Williams driver Valtteri Bottas is Mercedes’ first choice to replace Nico Rosberg as Lewis Hamilton’s team-mate, BBC Sport has learned.
But Williams have rejected an initial offer to release Finn Bottas from his 2017 contract.
In a separate development, Mercedes technical boss Paddy Lowe is close to finalising a deal to join Williams.
Lowe is set to be replaced at the world champions by former Ferrari technical director James Allison.
The Mercedes driver conundrum
Mercedes Formula 1 boss Toto Wolff has zeroed in on Bottas as his favoured option as a replacement for Rosberg, who retired five days after winning his first world title last month despite having two further years on his Mercedes contract.
Wolff has approached Williams with a proposal that he gives them a major reduction in their engine bill – said to be in the region of €10m euros (£8.4m); more than half the total fee – in return for releasing Bottas.
Williams also have the option to run Mercedes reserve driver Pascal Wehrlein in Bottas’ place.
Wolff, who is part of Bottas’ management team, sees the 27-year-old as a close like-for-like replacement for Rosberg – quick, a reliable and consistent points scorer, and relatively easy to manage alongside the more mercurial Hamilton.
Williams have said no to Wolff’s first offer but negotiations are expected to continue in the coming days.
Williams’ problem with losing Bottas
Williams feel they need an experienced contender in one of their cars next season because their other driver is Canadian rookie Lance Stroll.
The 18-year-old, who won the Formula Three Euroseries in 2016 and comes with a budget reputed to be at least £20m, has been on an extensive test programme intended to prepare him comprehensively for his F1 debut.
But Williams are concerned that partnering him with 22-year-old Wehrlein, who has only one year’s experience with the back-of-the-grid Manor team, would be a significant risk to their chances of maximising their championship position.
Each place in the constructors’ table is worth millions of pounds.
There is also a complication with Williams’ sponsors, among them the drinks giant Martini, for which having two drivers under 25 does not sit well in promotional terms.
German Wehrlein is also in talks with the Swiss Sauber team, which is yet to name a team-mate for Swede Marcus Ericsson.
Another option for Williams would be to replace Bottas with Brazilian Felipe Nasr, who drove for Sauber in 2015 and 2016.
Mercedes are believed to be reluctant to promote Wehrlein to a race seat because they believe he lacks the necessary experience to be a guaranteed performer who can help them retain the constructors’ title.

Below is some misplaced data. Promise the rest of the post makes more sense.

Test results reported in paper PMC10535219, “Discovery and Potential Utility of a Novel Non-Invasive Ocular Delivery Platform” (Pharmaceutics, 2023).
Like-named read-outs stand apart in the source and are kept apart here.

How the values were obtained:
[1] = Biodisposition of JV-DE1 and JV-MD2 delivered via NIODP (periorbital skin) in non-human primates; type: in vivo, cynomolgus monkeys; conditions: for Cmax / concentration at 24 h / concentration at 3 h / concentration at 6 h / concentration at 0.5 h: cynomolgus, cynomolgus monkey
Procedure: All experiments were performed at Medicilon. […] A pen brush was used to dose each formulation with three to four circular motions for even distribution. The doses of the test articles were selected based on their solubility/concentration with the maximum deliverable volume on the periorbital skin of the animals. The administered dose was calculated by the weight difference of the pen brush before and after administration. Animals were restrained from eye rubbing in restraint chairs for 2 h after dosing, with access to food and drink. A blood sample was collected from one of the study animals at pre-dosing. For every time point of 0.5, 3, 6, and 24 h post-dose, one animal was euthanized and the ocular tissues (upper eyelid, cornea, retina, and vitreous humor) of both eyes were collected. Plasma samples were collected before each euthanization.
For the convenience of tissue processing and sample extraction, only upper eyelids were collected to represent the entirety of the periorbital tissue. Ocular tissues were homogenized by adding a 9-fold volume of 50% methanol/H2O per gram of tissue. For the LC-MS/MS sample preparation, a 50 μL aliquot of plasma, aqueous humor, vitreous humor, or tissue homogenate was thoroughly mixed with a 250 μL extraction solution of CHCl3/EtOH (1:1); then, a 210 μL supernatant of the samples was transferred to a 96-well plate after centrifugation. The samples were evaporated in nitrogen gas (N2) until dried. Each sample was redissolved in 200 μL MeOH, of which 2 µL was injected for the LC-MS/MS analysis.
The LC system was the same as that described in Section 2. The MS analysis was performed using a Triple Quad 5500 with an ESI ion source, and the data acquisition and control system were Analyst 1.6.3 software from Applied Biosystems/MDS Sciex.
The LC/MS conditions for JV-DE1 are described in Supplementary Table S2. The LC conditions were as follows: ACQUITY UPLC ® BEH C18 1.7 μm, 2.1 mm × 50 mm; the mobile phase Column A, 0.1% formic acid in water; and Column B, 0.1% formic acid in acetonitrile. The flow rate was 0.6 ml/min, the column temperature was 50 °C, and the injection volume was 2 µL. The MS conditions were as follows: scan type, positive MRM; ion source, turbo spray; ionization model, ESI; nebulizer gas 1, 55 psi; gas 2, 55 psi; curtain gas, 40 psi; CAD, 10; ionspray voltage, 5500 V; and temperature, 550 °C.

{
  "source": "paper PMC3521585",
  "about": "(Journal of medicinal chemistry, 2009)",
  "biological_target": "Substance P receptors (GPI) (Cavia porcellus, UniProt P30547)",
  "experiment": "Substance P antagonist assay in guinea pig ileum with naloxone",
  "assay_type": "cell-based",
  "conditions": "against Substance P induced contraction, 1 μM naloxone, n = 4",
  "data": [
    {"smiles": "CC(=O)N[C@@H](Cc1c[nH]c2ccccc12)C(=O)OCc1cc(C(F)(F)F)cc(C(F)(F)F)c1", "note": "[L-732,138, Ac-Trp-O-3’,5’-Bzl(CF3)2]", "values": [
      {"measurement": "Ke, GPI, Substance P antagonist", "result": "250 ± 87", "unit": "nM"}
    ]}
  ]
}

But Mercedes’ other choices are limited – every other driver with experience is contracted to a rival.
One outside possibility if a deal cannot be done with Williams is Carlos Sainz.
The 22-year-old Spaniard is under contract to Red Bull next season to continue with their junior team Toro Rosso for a third season, but sources say the drinks company would release him if Mercedes came in for him.
This has not yet been discussed extensively within Mercedes and would not be a preferred option, not least because of their difficult relationship with Red Bull.
Lowe’s departure from Mercedes would break up the technical team that has dominated F1 since 2014.
In his role as executive director (technical), he has been in overall control of the sporting and technical sides of the team, with only Wolff in a more senior role.
Williams have been courting the 54-year-for some months and sources close to the deal say he is now on the verge of finalising an agreement to rejoin the outfit where he started his F1 career nearly 30 years ago.
Lowe has not yet held formal discussions about his future with Wolff, BBC Sport understands.
Allison has had talks with Mercedes and is said by senior insiders to have agreed a deal to run the technical and design side of the team.
The 48-year-old, who left Ferrari as part of a reshuffle in July, is one of the most highly-regarded aerodynamics experts and design leaders in F1.
Sources close to Ferrari say he is on a year’s gardening leave and could not join a rival until the summer of 2017.
Lowe would also have to serve a notice period of at least six months once he and Wolff have held the talks that will determine his future.
Mercedes declined to comment.
Allison worked at Ferrari through their dominant era with Michael Schumacher between 2000 and 2004; won two drivers’ titles with Fernando Alonso at Renault in 2005 and 2006; and stayed there through its change into Lotus in 2012, before moving back to Ferrari in 2013.
Following his split with the Italian team in the summer, Allison has already turned down offers from Williams and Renault. Red Bull are not interested in him.
McLaren, who came close to signing him in 2012, have been told that Allison is not available because he is committed to another team – which they believe to be Mercedes.